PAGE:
Duncan

spongebob
18th May 2009, 21:23
Goodness gracious Kris, you must have a virtual museum at your home, what with brass cased tank thermometers, planimeters, Bacho shifters, King Dicks, Monkey wrenches and what ever might come next.
Perhaps you are like me, what ever it is I say "I'll hang on to this, it might come in handy one day"
Alas the unrepairable toasters and kettles, the printers that are cheaper than a replacement ink cartridge and computers with nary a nut that you can put a shifter to all lead to the frustration of not being able fire these pearls of a life time into action.
Even my collection of British standard Whitworth spanners lay entombed in a tool box and will probably never again get the opportunity to wrap themselves around a truly British nut.
Obsolescence is a saddening phenomena as the years advance but one recent ray of sunshine came with our purchase of a Sunbeam four slice pop up toaster with a ten year return to factory guarantee on the replacement elements.
It cost more than four or five of the unrepairable ones but you at least get the satisfaction that your pop up is going to pop up for some time yet which is reassuring, to say the least, to an older man like me!

Duncan112
18th May 2009, 21:43
Few indicators for sale on e-bay - this is the best photograph - wish I had liberated one as most ships I was on were down by the head with ones that had been broken (usually just needed a good clean and the linkage fettling.

http://cgi.ebay.co.uk/DOBBIE-McINNES-DESIGN-NUMBER-1-ENGINE-INDICATOR_W0QQitemZ110390921811QQcmdZViewItemQQptZ UK_Collectables_Scientific_MJ?hash=item11039092181 1&_trksid=p3286.c0.m14&_trkparms=72%3A1683%7C66%3A2%7C65%3A12%7C39%3A1%7C 240%3A1318%7C301%3A1%7C293%3A1%7C294%3A50

K urgess
18th May 2009, 21:55
Can't have enough spanners, Bob. (Thumb)
BA, AF, Whitworth, etc. Never know when you're going to need 'em.
I must admit that it's gotten out of hand.
So I'm slowly reducing it and trying to avoid the temptation of the local auction house.
Since the only professional qualifications I ever bothered to get are obsolete I suppose you can say the same for me. [=P]

Satanic Mechanic
19th May 2009, 13:01
Can't have enough spanners, Bob. (Thumb)
BA, AF, Whitworth, etc. Never know when you're going to need 'em.
I must admit that it's gotten out of hand.
So I'm slowly reducing it and trying to avoid the temptation of the local auction house.
Since the only professional qualifications I ever bothered to get are obsolete I suppose you can say the same for me. [=P]

Hi it's Alice from next door, just wondering - do you have a planimeter I could borrow? ;)

spongebob
19th May 2009, 17:16
No, but I have an odd-leg puller that you could borrow, but not for long, I may need it some day

davetodd
19th May 2009, 17:52
No, but I have an odd-leg puller that you could borrow, but not for long, I may need it some day

Would that be a Sykes-Picavant then Bob?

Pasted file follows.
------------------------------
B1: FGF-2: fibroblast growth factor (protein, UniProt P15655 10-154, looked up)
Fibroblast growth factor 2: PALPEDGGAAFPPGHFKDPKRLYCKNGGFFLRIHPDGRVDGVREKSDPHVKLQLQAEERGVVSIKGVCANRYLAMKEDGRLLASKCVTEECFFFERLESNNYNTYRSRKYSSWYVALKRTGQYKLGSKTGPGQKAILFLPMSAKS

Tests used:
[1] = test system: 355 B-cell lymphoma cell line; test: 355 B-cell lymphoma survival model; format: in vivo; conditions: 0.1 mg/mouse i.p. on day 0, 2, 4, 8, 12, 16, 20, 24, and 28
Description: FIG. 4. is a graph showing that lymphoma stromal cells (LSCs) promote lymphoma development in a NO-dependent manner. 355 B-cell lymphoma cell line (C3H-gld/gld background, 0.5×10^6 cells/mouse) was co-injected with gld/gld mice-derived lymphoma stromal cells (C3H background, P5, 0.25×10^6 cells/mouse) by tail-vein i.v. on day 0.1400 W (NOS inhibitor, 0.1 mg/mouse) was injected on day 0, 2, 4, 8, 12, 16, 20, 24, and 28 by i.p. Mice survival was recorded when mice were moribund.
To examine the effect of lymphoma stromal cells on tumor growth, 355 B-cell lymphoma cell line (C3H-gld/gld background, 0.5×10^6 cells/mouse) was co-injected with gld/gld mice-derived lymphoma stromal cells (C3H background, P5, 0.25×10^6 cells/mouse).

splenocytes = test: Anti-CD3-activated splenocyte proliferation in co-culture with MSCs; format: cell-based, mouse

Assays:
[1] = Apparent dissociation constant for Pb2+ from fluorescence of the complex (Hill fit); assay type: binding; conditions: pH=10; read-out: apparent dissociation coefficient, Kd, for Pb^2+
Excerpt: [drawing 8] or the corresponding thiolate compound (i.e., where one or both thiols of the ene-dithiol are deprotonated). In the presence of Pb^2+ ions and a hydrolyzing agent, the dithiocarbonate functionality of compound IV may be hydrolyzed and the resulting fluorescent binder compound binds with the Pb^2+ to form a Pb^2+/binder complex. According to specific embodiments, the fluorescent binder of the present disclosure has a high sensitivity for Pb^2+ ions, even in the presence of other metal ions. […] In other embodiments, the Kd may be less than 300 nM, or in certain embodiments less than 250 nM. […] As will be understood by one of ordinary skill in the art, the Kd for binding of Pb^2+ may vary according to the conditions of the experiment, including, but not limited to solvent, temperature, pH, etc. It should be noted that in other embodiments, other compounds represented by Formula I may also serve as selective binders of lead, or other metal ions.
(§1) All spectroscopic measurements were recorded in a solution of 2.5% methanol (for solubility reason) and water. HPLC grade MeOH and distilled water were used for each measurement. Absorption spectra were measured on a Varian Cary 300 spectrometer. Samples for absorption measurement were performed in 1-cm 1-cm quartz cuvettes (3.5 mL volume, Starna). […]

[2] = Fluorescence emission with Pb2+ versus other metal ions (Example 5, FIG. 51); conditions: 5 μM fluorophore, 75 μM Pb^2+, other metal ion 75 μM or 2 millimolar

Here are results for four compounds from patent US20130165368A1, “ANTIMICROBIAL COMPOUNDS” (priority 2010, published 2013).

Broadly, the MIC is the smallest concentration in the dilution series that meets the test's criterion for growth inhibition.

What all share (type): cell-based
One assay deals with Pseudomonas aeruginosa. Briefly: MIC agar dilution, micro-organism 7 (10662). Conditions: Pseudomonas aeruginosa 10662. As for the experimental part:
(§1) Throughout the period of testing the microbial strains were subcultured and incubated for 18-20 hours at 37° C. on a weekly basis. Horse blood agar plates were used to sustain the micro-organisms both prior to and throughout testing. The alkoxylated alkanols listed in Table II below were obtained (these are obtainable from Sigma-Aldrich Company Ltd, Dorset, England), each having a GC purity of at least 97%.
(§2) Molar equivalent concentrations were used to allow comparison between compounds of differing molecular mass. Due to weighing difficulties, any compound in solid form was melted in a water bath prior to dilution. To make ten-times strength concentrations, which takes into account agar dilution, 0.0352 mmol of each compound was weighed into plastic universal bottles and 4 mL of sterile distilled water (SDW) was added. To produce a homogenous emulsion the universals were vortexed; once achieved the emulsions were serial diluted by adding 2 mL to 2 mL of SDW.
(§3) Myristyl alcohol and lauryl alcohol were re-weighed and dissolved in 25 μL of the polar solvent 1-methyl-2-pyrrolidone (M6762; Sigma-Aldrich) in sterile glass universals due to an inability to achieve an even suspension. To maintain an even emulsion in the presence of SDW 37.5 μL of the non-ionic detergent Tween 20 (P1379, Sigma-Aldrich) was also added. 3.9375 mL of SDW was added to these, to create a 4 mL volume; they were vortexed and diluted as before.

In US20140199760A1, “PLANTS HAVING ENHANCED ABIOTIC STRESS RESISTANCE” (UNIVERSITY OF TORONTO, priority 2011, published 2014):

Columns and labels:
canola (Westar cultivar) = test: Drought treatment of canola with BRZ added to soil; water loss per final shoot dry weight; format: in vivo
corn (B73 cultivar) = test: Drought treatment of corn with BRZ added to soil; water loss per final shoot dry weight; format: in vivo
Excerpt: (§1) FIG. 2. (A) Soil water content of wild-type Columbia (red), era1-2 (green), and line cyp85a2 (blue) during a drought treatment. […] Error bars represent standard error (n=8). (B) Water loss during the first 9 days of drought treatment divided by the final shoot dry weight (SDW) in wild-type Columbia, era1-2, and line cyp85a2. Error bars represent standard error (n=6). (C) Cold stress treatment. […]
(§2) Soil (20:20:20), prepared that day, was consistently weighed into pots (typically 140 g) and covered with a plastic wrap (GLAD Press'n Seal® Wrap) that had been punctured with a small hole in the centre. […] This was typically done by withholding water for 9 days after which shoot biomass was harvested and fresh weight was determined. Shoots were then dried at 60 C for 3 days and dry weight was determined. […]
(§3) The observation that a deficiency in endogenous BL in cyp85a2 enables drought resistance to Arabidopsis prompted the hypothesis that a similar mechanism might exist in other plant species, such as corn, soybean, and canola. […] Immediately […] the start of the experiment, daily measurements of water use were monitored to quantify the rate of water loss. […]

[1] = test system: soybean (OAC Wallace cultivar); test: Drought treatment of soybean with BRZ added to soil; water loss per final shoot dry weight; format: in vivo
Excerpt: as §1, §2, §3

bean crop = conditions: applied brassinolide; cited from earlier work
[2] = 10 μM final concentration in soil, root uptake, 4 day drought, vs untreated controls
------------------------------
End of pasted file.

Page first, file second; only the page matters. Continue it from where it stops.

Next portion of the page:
They used to come with a long rest.
Regards
Dave

eldersuk
20th May 2009, 23:51
Thanks to #106 I have just spent a pleasant half hour browsing the Bahco catalogue.
I have heard it said that when engineers go to the toilet they take a tool catalogue to read, whereas everyone else takes a girlie mag.

Derek

spongebob
21st May 2009, 00:12
They say that reading in the toilet is a road to constipation Derek so concentrate on what you are there to do or you may need to use an "easyout".

Bob

Ian J. Huckin
21st May 2009, 06:38
They say that reading in the toilet is a road to constipation Derek so concentrate on what you are there to do or you may need to use an "easyout".

Bob

Nah, I hear Derek is a mathmatician so he will work it out with a pencil!!!!

eldersuk
21st May 2009, 23:03
Rather that than a packing screw!

Derek





They say that reading in the toilet is a road to constipation Derek so concentrate on what you are there to do or you may need to use an "easyout".

Bob

Satanic Mechanic
23rd May 2009, 10:24
They say that reading in the toilet is a road to constipation Derek so concentrate on what you are there to do or you may need to use an "easyout".

Bob

One of my mates who was quite prone to reading war and peace in the toilet - was rather wonderfully told by his doctor

"Your a**e is now on a timer"

K urgess
23rd May 2009, 20:21
Let's keep the toilet humour out on deck in stormy weather please, Gentleman.

spongebob
23rd May 2009, 21:47
Excuse me Sir, my post was purely medical advice, maybe Pompeyfan can back me up.
It was the others that made it rude

David Ambrose
24th June 2009, 12:49
Wasn't the equation for IHP something like PmALE/33000, where Pm is the MEP, A the area of the piston, L the length of the stroke, and E the number of power strokes per minute? Sad, really.

Chris Isaac
24th June 2009, 13:00
ooh a Monday hammer - not heard that term for a while

I wonder if Chris Isaacs checks by this thread from time to time

I do actually..... It started to go over my head after about 6 posts, since then I have blessed the day when I decided to become a deck officer, nothing at all against engineers, many of which I was great friends with..... but I never realised you could all be so anal!
[=P]

Satanic Mechanic
24th June 2009, 13:08
I do actually..... It started to go over my head after about 6 posts, since then I have blessed the day when I decided to become a deck officer, nothing at all against engineers, many of which I was great friends with..... but I never realised you could all be so anal!
[=P]

"Some of my best friends are Engineers" (Jester) (Jester)

Come on Chris - you should have known better than to ask us an engineering question(Hippy)

Chris Isaac
24th June 2009, 14:52
I know I know, I blame myself entirely!